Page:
A high level of political risk is one of the most significant deterrents to FDI. An extreme form of such risk is conflict, which can seriously disrupt production and logistics in a country. FDI has sometimes been found to reduce the probability of conflict because it helps to bolster businesses, create jobs and defuse tensions within the general populace. However, when FDI is used to finance initiatives that end up enriching a few, it can stoke widespread unhappiness and unrest. Curiously, studies have shown that African countries with poor-quality institutions attract more FDI than countries with high-quality institutions. This anomaly is possibly the result of multinationals and other significant investors securing favourable investment deals (as far as they are concerned) from inexperienced or compromised government officials and other decision makers in the countries concerned.
In the case of FPI, the main drivers tend to be: heightened global liquidity, favourable interest rate differentials, favourable growth differentials and low inflation. Studies have shown that institutional quality in Africa is not a significant factor in FPI decisions. In fact, FPI tends to accelerate during periods of heightened global risk, with firms’ characteristics being a less important consideration.
The main drivers of foreign bank lending, in turn, tend to be: general risk aversion globally, and favourable regulatory and competitive environments in target countries. Often, countries with poor-quality institutions attract more foreign bank lending than those with high-quality institutions. This paradox is perhaps explained by the fact that the data include lending from multilateral agencies, such as the International Monetary Fund (IMF), which are more likely to lend to countries that have mismanaged their economies and become highly indebted.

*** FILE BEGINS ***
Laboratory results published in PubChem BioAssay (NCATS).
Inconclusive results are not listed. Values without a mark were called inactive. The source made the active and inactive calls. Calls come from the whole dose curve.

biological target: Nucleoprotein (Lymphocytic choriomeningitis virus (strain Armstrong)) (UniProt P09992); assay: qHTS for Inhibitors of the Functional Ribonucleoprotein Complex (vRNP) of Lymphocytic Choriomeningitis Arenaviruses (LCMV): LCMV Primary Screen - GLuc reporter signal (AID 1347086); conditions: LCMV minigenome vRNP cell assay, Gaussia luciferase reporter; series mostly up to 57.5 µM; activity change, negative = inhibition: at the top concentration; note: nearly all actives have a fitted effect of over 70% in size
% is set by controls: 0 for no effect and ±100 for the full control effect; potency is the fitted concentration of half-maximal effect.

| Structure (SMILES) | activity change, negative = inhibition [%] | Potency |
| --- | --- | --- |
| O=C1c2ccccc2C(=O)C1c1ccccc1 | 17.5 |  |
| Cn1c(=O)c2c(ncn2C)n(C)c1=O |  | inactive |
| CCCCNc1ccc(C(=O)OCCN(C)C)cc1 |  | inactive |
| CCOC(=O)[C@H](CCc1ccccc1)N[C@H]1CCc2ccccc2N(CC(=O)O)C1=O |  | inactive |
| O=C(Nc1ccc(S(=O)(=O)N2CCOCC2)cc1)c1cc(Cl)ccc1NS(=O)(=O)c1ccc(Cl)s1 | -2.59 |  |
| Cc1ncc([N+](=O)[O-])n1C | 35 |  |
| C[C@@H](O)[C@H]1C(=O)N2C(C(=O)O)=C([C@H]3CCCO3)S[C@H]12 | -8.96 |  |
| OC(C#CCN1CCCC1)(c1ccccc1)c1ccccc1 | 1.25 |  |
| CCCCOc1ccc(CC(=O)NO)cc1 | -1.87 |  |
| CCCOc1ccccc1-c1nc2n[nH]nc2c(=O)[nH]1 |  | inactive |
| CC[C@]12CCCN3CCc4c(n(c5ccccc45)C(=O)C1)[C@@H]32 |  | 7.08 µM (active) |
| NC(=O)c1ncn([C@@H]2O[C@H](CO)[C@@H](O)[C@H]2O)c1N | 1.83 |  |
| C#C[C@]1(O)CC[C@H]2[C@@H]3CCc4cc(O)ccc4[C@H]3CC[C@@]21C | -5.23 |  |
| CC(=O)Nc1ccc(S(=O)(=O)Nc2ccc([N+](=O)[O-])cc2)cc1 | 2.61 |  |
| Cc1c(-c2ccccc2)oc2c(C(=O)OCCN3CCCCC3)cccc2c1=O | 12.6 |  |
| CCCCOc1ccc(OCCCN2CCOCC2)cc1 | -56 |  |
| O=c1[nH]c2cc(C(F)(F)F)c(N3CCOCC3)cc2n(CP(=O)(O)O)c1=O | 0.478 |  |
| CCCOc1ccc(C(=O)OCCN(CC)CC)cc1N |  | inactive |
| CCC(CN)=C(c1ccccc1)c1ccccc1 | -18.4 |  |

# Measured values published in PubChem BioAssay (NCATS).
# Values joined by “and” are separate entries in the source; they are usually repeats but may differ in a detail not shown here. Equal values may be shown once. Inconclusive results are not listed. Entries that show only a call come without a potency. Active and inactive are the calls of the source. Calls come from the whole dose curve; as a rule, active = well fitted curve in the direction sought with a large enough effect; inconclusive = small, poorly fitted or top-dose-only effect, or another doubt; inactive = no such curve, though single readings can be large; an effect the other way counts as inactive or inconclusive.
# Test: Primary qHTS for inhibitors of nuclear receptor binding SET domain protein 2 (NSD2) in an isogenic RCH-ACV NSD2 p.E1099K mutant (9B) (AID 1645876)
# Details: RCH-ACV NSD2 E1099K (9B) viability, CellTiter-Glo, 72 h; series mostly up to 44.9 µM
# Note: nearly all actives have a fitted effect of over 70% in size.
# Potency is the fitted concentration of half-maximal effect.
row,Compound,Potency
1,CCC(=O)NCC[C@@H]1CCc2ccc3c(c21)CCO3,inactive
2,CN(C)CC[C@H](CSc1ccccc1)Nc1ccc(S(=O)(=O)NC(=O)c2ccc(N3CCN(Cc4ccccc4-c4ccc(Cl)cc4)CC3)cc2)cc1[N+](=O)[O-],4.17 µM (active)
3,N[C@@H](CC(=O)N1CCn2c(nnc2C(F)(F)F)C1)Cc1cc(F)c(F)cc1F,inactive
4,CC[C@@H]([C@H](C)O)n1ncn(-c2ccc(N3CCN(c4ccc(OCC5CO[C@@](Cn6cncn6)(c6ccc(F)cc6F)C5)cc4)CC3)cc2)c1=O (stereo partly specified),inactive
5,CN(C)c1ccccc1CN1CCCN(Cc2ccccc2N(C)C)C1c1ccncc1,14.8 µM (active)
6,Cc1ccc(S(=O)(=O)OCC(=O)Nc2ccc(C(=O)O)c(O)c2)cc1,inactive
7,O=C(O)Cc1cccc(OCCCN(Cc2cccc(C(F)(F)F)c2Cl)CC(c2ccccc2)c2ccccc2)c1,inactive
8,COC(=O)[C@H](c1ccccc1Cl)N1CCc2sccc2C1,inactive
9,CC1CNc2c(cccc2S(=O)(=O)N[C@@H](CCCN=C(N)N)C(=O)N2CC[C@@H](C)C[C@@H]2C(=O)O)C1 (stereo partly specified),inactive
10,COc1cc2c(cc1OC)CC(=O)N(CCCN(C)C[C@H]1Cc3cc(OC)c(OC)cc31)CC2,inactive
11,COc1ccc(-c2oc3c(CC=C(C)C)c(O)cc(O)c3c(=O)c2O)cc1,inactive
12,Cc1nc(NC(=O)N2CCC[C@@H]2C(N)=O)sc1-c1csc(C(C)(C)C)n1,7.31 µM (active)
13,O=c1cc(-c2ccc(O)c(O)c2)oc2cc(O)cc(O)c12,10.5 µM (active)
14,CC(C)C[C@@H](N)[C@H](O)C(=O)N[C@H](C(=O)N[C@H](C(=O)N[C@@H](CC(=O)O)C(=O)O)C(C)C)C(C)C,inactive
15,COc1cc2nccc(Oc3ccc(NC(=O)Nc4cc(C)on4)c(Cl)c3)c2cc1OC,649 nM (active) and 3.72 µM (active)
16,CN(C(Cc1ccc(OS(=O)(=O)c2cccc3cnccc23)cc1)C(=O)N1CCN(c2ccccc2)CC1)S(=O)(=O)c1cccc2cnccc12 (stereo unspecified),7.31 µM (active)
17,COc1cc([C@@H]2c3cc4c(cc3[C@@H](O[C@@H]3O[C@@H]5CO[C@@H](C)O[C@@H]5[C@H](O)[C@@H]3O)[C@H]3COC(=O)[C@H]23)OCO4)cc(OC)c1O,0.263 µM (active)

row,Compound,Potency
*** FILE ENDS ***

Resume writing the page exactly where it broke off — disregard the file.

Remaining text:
The benefits and costs associated with private capital flows
All forms of private capital have both benefits and costs. These are discussed below from a recipient country’s perspective.
• Foreign direct investment (FDI)
FDI can induce improvements at the firm level (productivity gains; technology transfer and diffusion; new management processes; and skills training) and at the macro level (a lifeline in the face of fiscal constraints; a boost to economic growth; and stronger trade integration, backward and forward linkages, and value-added export activity). Moreover, compared with FPI investors, FDI investors have access to more information about their investments, which allows them to manage their investments more effectively.